Ron Paul, that's who! Get ready Romney, we're comin' for ya!

    January 4, 2008 12:15 pm at 12:15 pm |
  9. Andy

    John McCain seems the obvious choice for me this year. Of all the candidates, he is the true bi-partisan one. If he had any more integrity, he would overflow. But then again, that is the beauty of this country. Let's forget who is qualified to run this country, rather, who is the most popular. That makes no sense to me. Let's quit trying to divide this country, and pick someone wh deserves it. John McCain is my choice.

    January 4, 2008 12:15 pm at 12:15 pm |
  10. Adrian, Salt Lake City, Utah

    Correction: in my previous comment "(further tax incentives for abortions, adoption counseling for those considering abortion, etc.)." should read "(further tax incentives for adoption, adoption counseling for those considering abortion, etc.)."

    January 4, 2008 12:17 pm at 12:17 pm |
  11. Patrick, Cary IL

    This election is coming down to 'which candidate is likely to hurt me the least'. I'm sad to say it, but that's how I feel.

    Both Huckabee and Romney seem to have somewhat changing stances on some issues. While I don't disagree with positioning, I'm offended that they think nobody would notice (nobody like me, I guess).

    Hillary, well, it's hard to believe her when her lips are moving. Obama, I think he means well, but makes me feel like he's trying to learn the violin while already onstage – with equally tragic results.

    Edwards, well he's a Nilla wafer among a box of tasty cookies. Inoffensive, goes with everything, yet lacks a certain penache.

    About the only candidate who has been honest, so near as I can tell, is Dennis Kucinich, and nobody believes he's remotely electable. Sigh......

    January 4, 2008 12:17 pm at 12:17 pm |
  12. Anonymous

    Hate what is evil, hold to what is good – Vote Barack Obama!

    January 4, 2008 12:19 pm at 12:19 pm |
  13. Jen Cedar Falls, IA

    I know some Romney supporters that could not get into the caucus due to the traffic and congestion from thousands more than expected showing up to vote. Trust me, I was there last night, it was absolutely incredible! Several cars had to turn away, my family walked a mile from where we parked through snow and ice, in 10 degree weather to get there.

    What we Iowan's did for the country last night was nothing less than impressive.

    We are intelligent, we are informed, we care and we show up to vote! You can cry all you want about us going first.

    January 4, 2008 12:19 pm at 12:19 pm |
  14. Chris

    Both Mike Huckabee and Mitt Romney are excellent candidates. This election is all about the economy, which makes Romney the obvious best choice for the GOP. However, given Romney's disconnect and Huckabee's good standing with the religious right , it makes perfect sense to campaign as a team.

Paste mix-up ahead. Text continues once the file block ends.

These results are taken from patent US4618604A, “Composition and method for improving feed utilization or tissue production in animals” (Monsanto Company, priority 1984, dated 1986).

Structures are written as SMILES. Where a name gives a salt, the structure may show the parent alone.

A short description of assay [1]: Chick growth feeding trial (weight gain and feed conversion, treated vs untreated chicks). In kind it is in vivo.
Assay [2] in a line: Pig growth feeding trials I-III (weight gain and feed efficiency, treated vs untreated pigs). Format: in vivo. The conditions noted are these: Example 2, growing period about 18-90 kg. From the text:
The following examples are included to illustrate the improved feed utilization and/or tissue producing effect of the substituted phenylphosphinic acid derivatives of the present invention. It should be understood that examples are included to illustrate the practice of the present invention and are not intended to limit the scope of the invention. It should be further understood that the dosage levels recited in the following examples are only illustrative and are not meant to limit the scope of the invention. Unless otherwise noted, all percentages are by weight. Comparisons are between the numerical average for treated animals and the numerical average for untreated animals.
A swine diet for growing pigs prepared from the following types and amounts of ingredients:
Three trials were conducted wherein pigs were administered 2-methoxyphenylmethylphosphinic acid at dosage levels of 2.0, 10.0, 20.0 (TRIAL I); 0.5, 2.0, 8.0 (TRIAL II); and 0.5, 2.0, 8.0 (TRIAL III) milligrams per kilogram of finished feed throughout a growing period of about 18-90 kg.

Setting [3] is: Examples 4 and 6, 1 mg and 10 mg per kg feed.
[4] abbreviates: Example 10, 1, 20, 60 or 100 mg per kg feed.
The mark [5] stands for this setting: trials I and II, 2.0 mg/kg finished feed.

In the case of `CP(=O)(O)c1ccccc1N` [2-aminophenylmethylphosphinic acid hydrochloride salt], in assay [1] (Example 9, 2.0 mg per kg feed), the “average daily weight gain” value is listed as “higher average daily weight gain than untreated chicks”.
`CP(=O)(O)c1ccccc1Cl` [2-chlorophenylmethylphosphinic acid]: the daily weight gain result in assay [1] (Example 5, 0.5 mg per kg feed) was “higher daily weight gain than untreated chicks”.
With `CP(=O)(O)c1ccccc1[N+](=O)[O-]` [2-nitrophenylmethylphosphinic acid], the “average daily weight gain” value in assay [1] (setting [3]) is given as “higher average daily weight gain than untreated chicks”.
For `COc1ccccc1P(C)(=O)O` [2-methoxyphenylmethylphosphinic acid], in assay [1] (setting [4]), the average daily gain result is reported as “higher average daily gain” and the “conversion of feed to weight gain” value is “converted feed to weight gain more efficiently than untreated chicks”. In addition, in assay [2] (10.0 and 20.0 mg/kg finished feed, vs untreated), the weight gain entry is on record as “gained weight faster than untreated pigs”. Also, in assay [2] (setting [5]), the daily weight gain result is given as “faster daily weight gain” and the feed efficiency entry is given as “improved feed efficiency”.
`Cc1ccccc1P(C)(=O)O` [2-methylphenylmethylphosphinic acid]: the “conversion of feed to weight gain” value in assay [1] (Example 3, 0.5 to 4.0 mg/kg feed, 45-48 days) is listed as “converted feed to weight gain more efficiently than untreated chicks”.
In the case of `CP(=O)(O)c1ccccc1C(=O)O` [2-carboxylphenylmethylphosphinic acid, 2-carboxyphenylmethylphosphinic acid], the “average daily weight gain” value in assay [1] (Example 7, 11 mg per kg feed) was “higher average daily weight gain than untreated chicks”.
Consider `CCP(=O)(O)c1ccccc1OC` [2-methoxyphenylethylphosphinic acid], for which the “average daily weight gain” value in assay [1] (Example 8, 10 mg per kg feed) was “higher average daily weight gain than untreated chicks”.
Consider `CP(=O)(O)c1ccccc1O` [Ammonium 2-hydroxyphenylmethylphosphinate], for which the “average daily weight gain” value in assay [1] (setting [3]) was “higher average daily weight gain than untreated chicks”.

This election cycle should go to the Democrats, but because they decided to throw two controversial minority candidates at us, Republicans now have a legitimate shot at winning.

    Romney/Huckabee '08

    January 4, 2008 12:21 pm at 12:21 pm |
  15. Jared

    Last night, I read through many documented statements made by each candidate. For the most part, I was confused about the stance each one of them has been labeled to take... and the media just makes it worse. At one point a candidate says one thing. Then, at another point, it almost sounds like they're contradicting themself. And I'm talking about all candidates... not just one.

    In the end, this is going to be mostly a judge of character for me. It's not about who says what anymore – because alot of what everyone is saying, is BS... just because someone else told them what to say. More important is how they address the people that look up to them – and even how they support those they consider in a less fortunate position. It will come down to a discernment of character for me, in the end.

    That being said, it is hard for any of us to look past our own biases – whether based on religion, beliefs, incompetence, etc. Just figure out one thing – and then stick to it... which candidate can find the hope in you? Let's unite under our principles and the spirit of the law – and may the best man win.

    January 4, 2008 12:26 pm at 12:26 pm |
  16. Mimi Stewart

    Please take your right to vote seriously this is not a time for AMERICANS to elect a President based on his/her warm and fuzzy speechess..Our Nation is need of restoration and we must act responsibly and select the candidate wisely.

    January 4, 2008 12:27 pm at 12:27 pm |
  17. Steve

    Yes, Mitt, go.

    As far away as possible....

    January 4, 2008 12:28 pm at 12:28 pm |
  18. Lorraine